SF Weeklymusic1

When you coming back, baby? When you coming back? / I will love you down, baby / When you’re coming back.

So starts the first track of electronic singer-producer Natasha Kmeto’s sophomore album, Inevitable. Though the lyrics are indefatigably simple, they reveal a fair amount about the musician, much more than she let on in her 2013 debut,Crisis. Listeners might pick up on Kmeto’s penchant for singing about love and relationships. Astute listeners might even figure out that Kmeto is queer.

No song on the album is more upfront about this than “I Thought You Had a Boyfriend.” In this cavernous deep-house track, Kmeto picks up on clues that a girl might be into her and questions her intentions. Though some of her listeners don’t understand — “I occasionally glance across audiences and I’ll see a couple dudes that look at me like, ‘What is she saying?'” she says, laughing — it is her most blatant and revealing song to date.

Kmeto, who lives in Portland with her partner of four years, “officially” came out six years ago. She says that after experimenting with women and questioning whether she was bisexual or gay, she came out to herself first, before letting her family members know one by one.

“It wasn’t a big thing or a mass announcement,” she says. “It was more of a gradual coming to terms with it.”

Likewise, Kmeto has gradually come out about her sexuality through her music. Whereas in Crisis, which consists of both instrumental-only and vocal songs, Kmeto veils her sexuality by singing to an anonymous person in songs like “Morning Sex” and “Take Out.” In Inevitable, she does the exact opposite. Though she uses pet names like “baby” in some songs, she’s more explicit in others, making her one of the few — if not the only — female electronic artists sexualizing women in music. In “That One Thing,” while trying to forget about her broken heart at a party, she directs her commentary to an unnamed “lady,” and in “On A String,” she sings about love and longing for another woman.

“I think there’s always a sort of cautiousness amongst the industry of not trying to pigeonhole yourself,” Kmeto says, “but I think I’ve been really upfront about my sexuality.”

Kmeto’s evolution in discussing her sexuality came about gradually. Though she claims she’s always written music that accurately describes her personal experiences, she started to become interested in the idea of more accurately painting a picture of her queerness when writing Inevitable.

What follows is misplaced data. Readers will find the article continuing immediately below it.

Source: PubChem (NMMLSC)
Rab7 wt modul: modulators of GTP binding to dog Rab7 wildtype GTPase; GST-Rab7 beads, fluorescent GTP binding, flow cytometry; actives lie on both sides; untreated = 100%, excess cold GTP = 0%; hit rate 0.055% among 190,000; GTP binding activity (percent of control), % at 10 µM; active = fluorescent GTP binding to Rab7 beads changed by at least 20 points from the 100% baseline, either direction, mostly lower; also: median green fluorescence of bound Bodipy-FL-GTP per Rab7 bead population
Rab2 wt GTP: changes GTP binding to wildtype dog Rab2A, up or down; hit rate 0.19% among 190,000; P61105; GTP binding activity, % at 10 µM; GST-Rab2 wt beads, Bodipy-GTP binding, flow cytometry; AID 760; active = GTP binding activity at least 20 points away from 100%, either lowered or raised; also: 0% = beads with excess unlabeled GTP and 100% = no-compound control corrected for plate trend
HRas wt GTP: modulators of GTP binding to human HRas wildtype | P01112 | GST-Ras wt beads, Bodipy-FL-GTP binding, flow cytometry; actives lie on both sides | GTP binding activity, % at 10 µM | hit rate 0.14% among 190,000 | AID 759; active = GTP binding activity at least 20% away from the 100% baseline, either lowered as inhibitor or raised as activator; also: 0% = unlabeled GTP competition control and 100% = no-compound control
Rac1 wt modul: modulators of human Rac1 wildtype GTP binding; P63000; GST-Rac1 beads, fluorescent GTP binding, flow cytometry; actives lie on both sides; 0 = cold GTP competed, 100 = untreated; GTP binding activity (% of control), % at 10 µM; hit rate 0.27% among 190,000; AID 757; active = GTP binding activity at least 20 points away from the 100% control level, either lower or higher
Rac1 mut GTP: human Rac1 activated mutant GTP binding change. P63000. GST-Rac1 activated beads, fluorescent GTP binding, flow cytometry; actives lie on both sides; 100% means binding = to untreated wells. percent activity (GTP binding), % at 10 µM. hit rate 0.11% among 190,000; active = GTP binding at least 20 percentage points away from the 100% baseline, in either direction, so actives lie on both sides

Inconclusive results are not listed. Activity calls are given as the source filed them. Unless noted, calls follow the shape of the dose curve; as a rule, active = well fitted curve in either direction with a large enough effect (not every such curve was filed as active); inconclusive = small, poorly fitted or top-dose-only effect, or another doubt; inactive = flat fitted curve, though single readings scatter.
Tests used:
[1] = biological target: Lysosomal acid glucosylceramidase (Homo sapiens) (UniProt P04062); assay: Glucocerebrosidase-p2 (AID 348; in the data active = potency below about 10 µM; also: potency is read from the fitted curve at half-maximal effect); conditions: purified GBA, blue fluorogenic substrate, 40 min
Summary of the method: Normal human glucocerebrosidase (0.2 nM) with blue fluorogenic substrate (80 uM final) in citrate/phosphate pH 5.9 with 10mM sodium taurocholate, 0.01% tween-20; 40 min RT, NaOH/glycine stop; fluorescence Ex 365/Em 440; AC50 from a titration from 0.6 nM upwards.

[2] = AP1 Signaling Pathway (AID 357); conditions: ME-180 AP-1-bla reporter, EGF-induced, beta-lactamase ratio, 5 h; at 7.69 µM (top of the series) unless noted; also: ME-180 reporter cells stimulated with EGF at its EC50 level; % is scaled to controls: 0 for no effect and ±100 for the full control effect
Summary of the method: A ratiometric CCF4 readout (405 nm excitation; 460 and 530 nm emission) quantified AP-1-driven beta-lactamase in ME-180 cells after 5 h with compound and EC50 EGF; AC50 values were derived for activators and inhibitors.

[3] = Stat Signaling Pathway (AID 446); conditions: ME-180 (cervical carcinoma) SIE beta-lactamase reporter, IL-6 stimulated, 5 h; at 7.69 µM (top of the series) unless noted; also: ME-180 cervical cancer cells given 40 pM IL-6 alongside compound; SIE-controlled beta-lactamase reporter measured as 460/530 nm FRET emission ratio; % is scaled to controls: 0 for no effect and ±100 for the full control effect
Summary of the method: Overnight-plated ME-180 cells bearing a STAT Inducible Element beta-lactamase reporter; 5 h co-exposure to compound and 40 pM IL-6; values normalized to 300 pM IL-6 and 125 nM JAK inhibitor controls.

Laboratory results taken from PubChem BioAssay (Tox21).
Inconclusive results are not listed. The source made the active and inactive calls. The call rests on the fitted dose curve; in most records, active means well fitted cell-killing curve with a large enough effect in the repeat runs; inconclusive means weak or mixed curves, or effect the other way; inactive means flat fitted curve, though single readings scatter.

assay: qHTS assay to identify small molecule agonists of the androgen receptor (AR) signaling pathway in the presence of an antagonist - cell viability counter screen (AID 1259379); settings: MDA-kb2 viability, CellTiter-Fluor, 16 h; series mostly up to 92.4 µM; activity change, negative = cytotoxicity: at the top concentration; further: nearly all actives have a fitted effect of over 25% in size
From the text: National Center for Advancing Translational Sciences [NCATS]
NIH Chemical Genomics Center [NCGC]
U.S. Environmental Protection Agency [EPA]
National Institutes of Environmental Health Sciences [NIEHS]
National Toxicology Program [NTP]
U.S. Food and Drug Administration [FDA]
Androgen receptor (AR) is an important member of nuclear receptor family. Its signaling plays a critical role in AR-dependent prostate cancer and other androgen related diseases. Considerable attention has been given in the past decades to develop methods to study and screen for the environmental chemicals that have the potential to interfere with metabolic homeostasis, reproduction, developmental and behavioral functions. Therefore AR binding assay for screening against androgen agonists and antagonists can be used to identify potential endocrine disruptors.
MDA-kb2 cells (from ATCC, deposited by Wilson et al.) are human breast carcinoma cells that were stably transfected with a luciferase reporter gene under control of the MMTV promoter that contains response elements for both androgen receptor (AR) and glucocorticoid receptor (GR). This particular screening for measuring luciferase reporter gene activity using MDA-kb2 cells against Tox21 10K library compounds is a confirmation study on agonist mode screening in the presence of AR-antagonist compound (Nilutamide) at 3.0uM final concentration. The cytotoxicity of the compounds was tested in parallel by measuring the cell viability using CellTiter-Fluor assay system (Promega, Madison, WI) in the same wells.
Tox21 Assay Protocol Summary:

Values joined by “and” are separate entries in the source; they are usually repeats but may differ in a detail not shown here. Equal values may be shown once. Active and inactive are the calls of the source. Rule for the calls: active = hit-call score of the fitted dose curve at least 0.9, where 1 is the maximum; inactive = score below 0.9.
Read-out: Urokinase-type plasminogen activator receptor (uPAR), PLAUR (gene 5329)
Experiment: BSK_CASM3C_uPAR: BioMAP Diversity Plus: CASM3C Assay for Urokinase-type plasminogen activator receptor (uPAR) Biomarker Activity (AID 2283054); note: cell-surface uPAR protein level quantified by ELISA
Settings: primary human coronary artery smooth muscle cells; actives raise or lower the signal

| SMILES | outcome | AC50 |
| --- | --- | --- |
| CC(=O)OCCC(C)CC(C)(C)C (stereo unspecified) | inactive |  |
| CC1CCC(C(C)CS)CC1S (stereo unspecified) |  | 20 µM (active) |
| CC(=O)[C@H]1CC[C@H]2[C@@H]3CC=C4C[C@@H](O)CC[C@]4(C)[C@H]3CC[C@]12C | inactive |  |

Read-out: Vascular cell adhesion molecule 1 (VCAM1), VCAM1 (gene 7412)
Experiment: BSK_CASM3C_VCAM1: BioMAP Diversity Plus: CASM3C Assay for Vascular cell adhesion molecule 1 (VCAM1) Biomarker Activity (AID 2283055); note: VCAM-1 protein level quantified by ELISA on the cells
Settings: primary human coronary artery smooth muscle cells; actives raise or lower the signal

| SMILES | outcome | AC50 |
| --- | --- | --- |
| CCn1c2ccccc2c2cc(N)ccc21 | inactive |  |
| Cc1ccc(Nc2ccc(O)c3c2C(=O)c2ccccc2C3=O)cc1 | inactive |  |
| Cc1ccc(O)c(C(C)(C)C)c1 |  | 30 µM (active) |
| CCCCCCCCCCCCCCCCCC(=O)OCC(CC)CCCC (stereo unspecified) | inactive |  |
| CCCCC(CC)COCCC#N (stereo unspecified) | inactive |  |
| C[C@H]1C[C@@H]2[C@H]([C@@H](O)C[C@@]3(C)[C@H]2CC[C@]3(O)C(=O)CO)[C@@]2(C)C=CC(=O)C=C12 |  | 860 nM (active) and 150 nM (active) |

“I kind of just thought, ‘Well, this is my life and I’m just going to tell my stories,'” says Kmeto, who, as a female, is already an anomaly in the male-dominated world of electronic music. “Not a lot of people are expressing these stories through music, so I’m writing queer music because I’m a queer person.”

Aside from her sexuality and gender, Kmeto deviates from electronic musicians in other ways. While many electronic musicians produce their own music, rarely, if ever, do they use their own vocals. Sampling vocals is a common trait in the genre, and yet it’s something Kmeto rarely uses because she can rely on her own voice.

In fact, like references to her sexuality, Kmeto’s voice is something that has become more prominent in her music over time. In Crisis, Kmeto’s vocals are breathy and often drowned out and buried by the instrumentals, but in Inevitable they are markedly stronger and more confident, to the point where she even harmonizes with herself in some songs.

“I’m definitely exploring new territory with my voice,” she says.

Kmeto left her hometown of Sacramento for Los Angeles at the age of 22 to pursue music and do what she calls “Carole King-style songwriting.” She enrolled at the Musician’s Institute, took keyboard courses, and learned how to use synthesizers and digital production tools. Using the production software Logic, she started crafting more experimental songs she thought were less “boring” than what she would normally write at the piano. Because of this, her interest in experimental music grew, and she started learning how to produce and make her own beats.

The idea of handing a song off to a producer to finish “didn’t sit well with me,” she says. Kmeto wanted complete control over her music and knew that learning how to craft it from start to finish would be the only way to do achieve that.

While in Los Angeles, she played keyboards and sang in a number of bands (ranging from R&B and blues to folk and rock) and worked as a studio musician and vocalist. When she realized she wasn’t feeling fulfilled, she decided to move to Portland. Her first few months there were “epically rainy and gloomy,” prompting her to sequester herself in her basement, where she made electronic music for fun. She started writing simplistic vocals as well, which she wove into her songs in repetitive fashion, almost like chants. She played her music for her friends to rave reviews, and it was then that she decided to pursue electronic music.

“I guess I just didn’t think of electronic music as being a good form for songwriting or storytelling,” she says, “but I realized I was wrong.”

Today, Kmeto, who is signed to the Pacific Northwest-based record label and artist collective Dropping Gems, has a very different career than she would have were she to have pursued the Alicia Keys or Adele “singer-songwriter-driven stuff.” Instead of having seated audiences, her listeners are packed together on dance floors. Though she still plays keyboards, her songs are infused with a number of digital and analog instruments, like drums and synthesizers. And, she has the freedom to be as creative and experimental as she likes.

“I like a lot of really weird music,” she says. “And I feel like I make a lot of really weird music compared to what I would have been making if I hadn’t gone the electronic route.”